There is a lot of confusion about the various terms used to describe electric vehicles, and how different EVs differ from each other.
As always with new technology, buzzwords, jargon and often incomprehensible new terms are being coined all the time, and it can be difficult to keep up.
But if you’re even thinking about changing to electric power, it’s vitally important you understand what they all mean, and what differentiates one EV from another.
What is an EV?
An electric vehicle (EV), also known as a Battery Electric Vehicle (BEV), runs on electricity.
It must be charged from a power point in the wall or at a specialty charging station, instead of filling it up with petrol.
An EV’s battery can be charged in as little as 10 minutes at a rapid charging station or at a much slower rate (up to several hours) from a standard wall socket.
The most obvious difference between EVs and other vehicles is they don’t have an exhaust pipe.
This is because the battery powers the car’s motor instead of an internal combustion engine.
EVs are popular with environmentalists because they don’t emit greenhouse gases, which contribute to climate change. They also create less noise pollution because they are quieter.
They are also automatic – nearly all the EVs on the market don’t have a gearbox.
According to the latest data, about 8688 EVs were sold in Australia between January and June, plus a further 1440 plug-in hybrids (PHEVs). This means EVs account for about 1.57 per cent of the new car market, up from the 0.78 per cent in 2020.
What is a hybrid car?
A hybrid car uses both electricity and fuel to power its motor.
There are two main types of hybrid vehicle: plug-in electric vehicles (PHEVs) and hybrid electric vehicles (HEVs).
Plug-in hybrids have both a fuel tank and a rechargeable battery, which you can charge by plugging it into a power source.
A plug-in hybrid will run on electricity until its battery is nearly out of charge, then switch over to its internal combustion engine, overcoming the problem of ‘range anxiety’ – the fear of running out of battery power – because once the battery is exhausted, the ICE takes over and extends the range by as much as 800km, depending on the size of the petrol tank. Most PHEVs have a range of between 40 and 80km on pure electric power, meaning they can handle the average Australian daily commute.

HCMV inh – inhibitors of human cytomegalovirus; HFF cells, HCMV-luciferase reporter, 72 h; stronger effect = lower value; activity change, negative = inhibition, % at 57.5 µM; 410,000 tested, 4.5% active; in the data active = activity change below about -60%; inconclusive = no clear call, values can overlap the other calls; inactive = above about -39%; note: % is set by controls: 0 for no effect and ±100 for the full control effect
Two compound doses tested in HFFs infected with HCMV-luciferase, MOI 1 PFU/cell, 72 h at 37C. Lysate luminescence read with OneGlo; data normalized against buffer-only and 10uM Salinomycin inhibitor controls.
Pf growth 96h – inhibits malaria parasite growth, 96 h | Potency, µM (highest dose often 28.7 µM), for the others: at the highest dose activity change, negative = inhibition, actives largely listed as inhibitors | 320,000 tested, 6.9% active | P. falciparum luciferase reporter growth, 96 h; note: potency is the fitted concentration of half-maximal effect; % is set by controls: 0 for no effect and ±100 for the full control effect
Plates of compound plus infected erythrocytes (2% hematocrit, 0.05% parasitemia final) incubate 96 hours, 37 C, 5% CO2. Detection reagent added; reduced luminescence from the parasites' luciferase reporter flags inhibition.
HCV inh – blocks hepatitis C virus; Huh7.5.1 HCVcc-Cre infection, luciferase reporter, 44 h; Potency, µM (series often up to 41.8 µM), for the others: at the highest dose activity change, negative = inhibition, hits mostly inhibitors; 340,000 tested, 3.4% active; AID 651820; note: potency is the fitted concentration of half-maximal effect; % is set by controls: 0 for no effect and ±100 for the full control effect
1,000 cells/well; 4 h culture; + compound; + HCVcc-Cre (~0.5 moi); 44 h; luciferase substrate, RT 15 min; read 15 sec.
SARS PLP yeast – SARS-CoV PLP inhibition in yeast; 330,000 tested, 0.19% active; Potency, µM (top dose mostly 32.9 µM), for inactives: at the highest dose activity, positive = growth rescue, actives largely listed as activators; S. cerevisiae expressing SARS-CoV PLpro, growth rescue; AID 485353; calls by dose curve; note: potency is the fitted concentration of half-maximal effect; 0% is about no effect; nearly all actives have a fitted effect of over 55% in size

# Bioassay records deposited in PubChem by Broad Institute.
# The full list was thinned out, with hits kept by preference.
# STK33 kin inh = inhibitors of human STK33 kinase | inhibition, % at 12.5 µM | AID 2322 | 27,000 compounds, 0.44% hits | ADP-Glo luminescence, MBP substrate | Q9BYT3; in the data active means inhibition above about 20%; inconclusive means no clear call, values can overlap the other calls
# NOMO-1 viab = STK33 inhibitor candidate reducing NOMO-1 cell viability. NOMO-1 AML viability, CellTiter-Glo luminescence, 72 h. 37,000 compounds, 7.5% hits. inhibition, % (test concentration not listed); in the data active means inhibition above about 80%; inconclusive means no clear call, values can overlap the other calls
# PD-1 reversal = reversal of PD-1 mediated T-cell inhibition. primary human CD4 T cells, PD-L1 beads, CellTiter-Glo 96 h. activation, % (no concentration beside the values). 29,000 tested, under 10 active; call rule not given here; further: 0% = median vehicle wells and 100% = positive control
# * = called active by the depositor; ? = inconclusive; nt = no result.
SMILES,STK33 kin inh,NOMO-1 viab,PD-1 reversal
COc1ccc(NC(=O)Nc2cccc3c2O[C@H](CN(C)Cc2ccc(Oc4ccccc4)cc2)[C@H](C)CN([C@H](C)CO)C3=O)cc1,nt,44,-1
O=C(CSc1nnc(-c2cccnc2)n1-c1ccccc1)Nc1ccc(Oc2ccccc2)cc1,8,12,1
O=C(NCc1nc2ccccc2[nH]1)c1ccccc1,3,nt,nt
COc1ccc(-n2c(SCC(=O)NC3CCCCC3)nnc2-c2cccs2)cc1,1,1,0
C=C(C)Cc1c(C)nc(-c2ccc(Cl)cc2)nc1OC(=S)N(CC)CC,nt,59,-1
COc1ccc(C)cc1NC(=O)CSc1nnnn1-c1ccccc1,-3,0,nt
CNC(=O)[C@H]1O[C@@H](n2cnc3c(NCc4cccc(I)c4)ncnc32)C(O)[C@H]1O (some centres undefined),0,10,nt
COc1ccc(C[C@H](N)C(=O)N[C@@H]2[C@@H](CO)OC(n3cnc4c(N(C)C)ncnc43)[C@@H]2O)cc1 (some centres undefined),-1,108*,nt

When in electric mode, a plug-in hybrid is like an EV: it won’t emit greenhouse gases and it will be quieter.
A downside of PHEVs is that they require a bigger battery, making them heavier and less fuel-efficient.
But when a PHEV switches to internal combustion mode, it will run like a traditional car and emit greenhouse gases.
HEVs run on both electricity and fuel but they cannot be plugged in to charge – they only have a fuel tank.
Instead, the internal combustion engine charges the HEV’s battery while the car is driving.
Both plug-in hybrids and HEVs have the ability to charge their battery as they brake, which is known as regenerative braking.
There are also mild hybrid electric vehicles (MHEVs), which use a battery to help the internal combustion engine to perform better but cannot run on electricity alone.
What is an internal combustion engine?
An internal combustion engine burns fossil fuels, such as petrol or diesel, to power a car’s motor.
It mixes the fuel with air to create a contained explosion, which drives the parts of the engine that move the wheels.
This process emits greenhouse gases that contribute to climate change, and that’s why many people want to see them phased out.
Internal combustion engines are used in almost every type of motorised transport – planes, trains, boats, motorbikes, buses, trucks, jet skis.
They are also found in machines such as chainsaws, lawnmowers and power generators.
Internal combustion engines were crucial to technological advancements in the 19th and 20th centuries, but they cause significant air and noise pollution.
What is a hydrogen car?
A hydrogen car, also known as a fuel cell electric vehicle (FCEV), is a fully electric car that runs on hydrogen.
From the outside it can look like any other non-electric car – you fill up the fuel tank and there’s an exhaust pipe.
But inside, the hydrogen mixes with air to create electrical energy that powers the motor.
Hydrogen cars don’t emit CO2, and the only thing that comes out of the exhaust is water.
Water vapour is a greenhouse gas. It absorbs heat in the atmosphere that is radiated from the earth’s surface.
However, unlike gases such as CO2, the atmosphere’s carrying capacity of water vapour increases and decreases as temperature fluctuates, and adding more vapour to the atmosphere from, for instance, the exhaust pipe of a hydrogen vehicle, does not change this carrying capacity.
Hydrogen cars are also quieter because they don’t have an internal combustion engine.
Hydrogen vehicles can travel further than electric vehicles but can only fill up at hydrogen refuelling stations and as yet, there are very few of these in operation.
This makes them well-suited to network transport like buses and long-haul trucks where the distances and routes they have to travel can be predicted.
Do you think your next vehicle purchase will be electric? Why not share your thoughts in the comments section below?
This article first appeared on seniordriveraus.com and is republished here with permission of the author.
Paul Murrell is a motoring writer and creator of seniordriveraus.com, which specialises in “car advice for people whose age and IQ are both over 50”.
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